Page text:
what Er offers is reasonable.

  1. Generally:
     a. NEED
        1.) Nat‟l origin.
        2.) Discrimination
     b. Can Discrim. by citizenship unless:
        1.) Pretext
        2.) Intentional discrim.
        3.) Disparate impact on non-citizen.
     c. Foreign Language v. English
        1.) Must be LBR or job related to discriminate for heavy foreign accent.
        2.) No right to culture at the job. Er can require English only if no significant

  2. Citizenship not included in Nat‟l Origin. Espinoza v. Farah Manufacturing Co.
     a. FACTS: P, was LPR, applied to work a seamstress for D and was rejected on basis
         of policy only to hire citizens. P sued claiming discrim. on basis of “nat‟l origin.”
         District ct. granted P‟s motion for SJ, holding that a refusal to hire b/c of lack of
         citizenship constituted discrim. on basis of “nat‟l origin.” Ct. Apps. Reversed.

      b. ISSUE: Is discrim. on alienage discrimination based on nat‟l origin? NO

      c. RSN: It is an unlawful empl. practice for an employer to fail or refuse to hire
         any individual b/c of such individual‟s nat‟l origin. However, Congress did not
         intend the term “nat‟l origin” to embrace citizenship requirements.
         1.) The fed. gov‟t has a long-standing practice of requiring fed. Ees to be USCs. But
             it has never been suggested that the citizenship requirement for fed. empl.
             constitutes discrimination b/c of nat‟l origin. It cannot be concluded that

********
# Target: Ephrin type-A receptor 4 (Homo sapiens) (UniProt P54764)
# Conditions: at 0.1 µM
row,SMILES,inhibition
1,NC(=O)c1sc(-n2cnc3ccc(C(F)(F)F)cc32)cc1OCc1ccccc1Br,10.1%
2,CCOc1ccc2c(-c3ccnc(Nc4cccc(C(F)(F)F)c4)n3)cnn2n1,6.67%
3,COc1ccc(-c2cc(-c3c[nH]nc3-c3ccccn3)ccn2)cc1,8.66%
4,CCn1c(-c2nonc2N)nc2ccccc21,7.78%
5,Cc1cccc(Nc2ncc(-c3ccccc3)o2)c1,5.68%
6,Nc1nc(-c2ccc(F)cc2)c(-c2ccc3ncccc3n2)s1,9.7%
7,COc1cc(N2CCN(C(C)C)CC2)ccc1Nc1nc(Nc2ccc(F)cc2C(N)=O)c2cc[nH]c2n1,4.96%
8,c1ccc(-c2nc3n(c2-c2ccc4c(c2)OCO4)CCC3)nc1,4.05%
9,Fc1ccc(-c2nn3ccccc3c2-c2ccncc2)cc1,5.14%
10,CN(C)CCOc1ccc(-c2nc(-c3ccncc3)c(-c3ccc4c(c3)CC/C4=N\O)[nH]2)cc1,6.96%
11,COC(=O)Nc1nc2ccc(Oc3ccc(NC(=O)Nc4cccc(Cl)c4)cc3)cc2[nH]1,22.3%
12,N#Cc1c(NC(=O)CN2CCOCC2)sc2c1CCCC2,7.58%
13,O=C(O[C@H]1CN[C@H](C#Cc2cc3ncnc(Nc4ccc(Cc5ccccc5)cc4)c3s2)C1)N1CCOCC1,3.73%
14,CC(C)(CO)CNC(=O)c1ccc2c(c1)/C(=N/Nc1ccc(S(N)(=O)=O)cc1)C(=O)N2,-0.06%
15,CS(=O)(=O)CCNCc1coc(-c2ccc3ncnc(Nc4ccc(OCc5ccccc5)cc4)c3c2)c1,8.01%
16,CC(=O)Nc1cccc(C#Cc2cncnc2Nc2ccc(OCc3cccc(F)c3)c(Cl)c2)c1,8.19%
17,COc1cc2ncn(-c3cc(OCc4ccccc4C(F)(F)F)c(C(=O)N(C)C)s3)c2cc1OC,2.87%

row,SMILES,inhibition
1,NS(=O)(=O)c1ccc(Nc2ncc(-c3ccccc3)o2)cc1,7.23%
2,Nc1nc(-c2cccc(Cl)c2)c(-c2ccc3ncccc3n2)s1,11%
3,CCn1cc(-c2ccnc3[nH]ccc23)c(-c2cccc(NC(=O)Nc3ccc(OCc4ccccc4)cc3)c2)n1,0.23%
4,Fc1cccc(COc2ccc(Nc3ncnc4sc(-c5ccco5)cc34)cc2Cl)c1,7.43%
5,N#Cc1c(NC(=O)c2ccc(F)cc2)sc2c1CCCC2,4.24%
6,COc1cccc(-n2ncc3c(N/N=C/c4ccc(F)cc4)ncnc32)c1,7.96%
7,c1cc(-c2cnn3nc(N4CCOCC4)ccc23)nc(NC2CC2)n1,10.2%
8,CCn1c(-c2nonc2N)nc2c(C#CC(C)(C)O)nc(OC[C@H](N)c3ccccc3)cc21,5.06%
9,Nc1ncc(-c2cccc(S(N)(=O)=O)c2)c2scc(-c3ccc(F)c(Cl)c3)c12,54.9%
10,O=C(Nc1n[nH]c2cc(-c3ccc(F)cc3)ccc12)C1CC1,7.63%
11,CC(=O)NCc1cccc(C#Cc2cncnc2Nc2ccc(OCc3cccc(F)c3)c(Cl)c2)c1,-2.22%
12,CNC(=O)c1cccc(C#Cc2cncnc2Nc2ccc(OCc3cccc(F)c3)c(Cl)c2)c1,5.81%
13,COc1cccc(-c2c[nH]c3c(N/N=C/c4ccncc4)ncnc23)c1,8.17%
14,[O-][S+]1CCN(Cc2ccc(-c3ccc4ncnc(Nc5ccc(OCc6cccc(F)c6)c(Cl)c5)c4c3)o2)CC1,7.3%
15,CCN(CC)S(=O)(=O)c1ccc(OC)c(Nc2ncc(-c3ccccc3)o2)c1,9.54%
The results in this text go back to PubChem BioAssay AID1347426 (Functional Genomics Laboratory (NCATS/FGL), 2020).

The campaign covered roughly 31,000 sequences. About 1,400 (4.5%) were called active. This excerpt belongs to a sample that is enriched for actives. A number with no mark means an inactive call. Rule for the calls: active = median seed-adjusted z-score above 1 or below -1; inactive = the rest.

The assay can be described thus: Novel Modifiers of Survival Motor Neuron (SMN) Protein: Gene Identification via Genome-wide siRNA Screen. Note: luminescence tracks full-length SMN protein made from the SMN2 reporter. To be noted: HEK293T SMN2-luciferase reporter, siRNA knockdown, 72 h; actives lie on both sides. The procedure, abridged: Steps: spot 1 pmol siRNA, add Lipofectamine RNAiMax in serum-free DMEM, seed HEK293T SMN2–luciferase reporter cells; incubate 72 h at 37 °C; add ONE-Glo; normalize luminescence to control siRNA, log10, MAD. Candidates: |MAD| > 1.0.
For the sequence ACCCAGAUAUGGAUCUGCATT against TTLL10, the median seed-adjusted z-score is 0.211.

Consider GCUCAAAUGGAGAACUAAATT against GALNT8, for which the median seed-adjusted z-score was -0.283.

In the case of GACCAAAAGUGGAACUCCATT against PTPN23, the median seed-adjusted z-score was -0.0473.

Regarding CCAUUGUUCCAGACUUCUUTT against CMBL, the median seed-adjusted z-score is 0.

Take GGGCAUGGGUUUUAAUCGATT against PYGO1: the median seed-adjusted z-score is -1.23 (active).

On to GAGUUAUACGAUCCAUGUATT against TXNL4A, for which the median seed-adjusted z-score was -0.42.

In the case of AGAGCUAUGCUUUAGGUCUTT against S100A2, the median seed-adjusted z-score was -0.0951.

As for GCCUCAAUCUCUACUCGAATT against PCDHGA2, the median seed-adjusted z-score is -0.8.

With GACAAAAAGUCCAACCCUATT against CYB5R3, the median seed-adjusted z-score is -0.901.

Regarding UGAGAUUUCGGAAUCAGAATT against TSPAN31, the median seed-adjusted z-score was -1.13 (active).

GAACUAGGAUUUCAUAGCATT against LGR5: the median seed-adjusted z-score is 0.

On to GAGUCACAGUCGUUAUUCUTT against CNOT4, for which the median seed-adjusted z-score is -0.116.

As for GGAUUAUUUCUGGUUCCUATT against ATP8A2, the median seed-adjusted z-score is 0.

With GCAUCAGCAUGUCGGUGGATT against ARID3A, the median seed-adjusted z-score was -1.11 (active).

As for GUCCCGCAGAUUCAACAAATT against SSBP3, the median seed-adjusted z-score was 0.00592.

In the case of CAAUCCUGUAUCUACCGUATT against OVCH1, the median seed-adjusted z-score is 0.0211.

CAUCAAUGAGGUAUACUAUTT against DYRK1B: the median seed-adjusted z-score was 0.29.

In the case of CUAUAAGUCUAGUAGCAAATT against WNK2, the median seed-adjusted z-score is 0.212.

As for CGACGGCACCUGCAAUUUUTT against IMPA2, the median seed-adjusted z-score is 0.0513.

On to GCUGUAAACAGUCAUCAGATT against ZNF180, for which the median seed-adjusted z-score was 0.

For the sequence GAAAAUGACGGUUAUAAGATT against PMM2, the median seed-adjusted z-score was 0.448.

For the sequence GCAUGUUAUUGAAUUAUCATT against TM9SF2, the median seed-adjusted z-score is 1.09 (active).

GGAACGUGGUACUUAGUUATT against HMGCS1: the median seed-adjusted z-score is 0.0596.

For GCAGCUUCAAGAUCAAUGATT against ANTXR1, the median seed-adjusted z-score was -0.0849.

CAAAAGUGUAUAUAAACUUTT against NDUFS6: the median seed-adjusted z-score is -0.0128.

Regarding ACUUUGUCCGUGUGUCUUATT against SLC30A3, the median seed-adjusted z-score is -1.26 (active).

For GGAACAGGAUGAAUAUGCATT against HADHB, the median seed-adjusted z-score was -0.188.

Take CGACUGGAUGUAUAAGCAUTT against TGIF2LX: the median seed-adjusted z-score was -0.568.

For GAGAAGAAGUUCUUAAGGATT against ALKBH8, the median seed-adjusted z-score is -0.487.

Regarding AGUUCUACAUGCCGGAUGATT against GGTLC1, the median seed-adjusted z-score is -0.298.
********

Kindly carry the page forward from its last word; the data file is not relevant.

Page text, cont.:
Congress wanted this to be OK for fed. empl. but not for private.
         2.) P not denied empl., b/c of her nat‟l origin, but b/c she has not yet become citizen.
         3.) Nat‟l origin in VII does not mean “alienage.”
         4.) Stats were not good here. District ct. found that people of Mexican ancestry
             composed up to 96% of Ees and 97% were doing job that P applied for.

  3. Amended EEOC Nat‟l Origin Discrimination Guidelines (Supp., p. 9).
     a. SEE EEOC GUIDELINES. §§ 1606.1 – 1606.8

  4. English Only
     a. Spun Steak (9 th Circuit) - Rule to speak English if bilingual b/c of derogatory
        statements made. P claimed it created environment of inferiority. 9 th held Ee have
        no right to say anything on the job (private sector). Ers can limit speech on the
        1.) EEOC Guidelines- held that English only rule is presumed to violate VII, but 9th
             Circuit said no presumption & don‟t have to prove LBR.
        2.) English Only OK- 9th Circuit held that Er can allow English only on the job.
             Unless you can show intent and no LBR, then you can bring VII C/A.

    b. CA Supreme Court. Aguilar v. Avis Rent-A-Car.
       1.) FACTS: Avis Ee (supervisor) was making derogatory remarks against Latinos.
           Lower ct. granted injunction that Ee not make any more derogatory remarks.
       2.) HELD: Upheld injunction. Racial harassment is not protected speech.

5. IRCA of 1986.
   a. Covers more
   b. Prohibits discrim. on nat‟l origin.
   c. More specific on citizenship. Cannot discrim. against non-citizens, if they have
      working documents i.e. documented workers.
   d. But can hire citizens over non-citizens.
   e. Also Er sanctions.

  1. Generally:
     a. Broad construction of race & color.
     b. Any disparate treatment, even if beneficial
     c. Color (see p. 397)- persons of a lighter or darker shade of color can state a claim on
        ground of discrim. b/c of color.
     d. § 703(a)(1)- prohibits discriminatory preference for any group, minority or majority.

  2. VII protects whites & males just as other races & women. McDonald v. Santa Fe
     Trail Transportation (1976).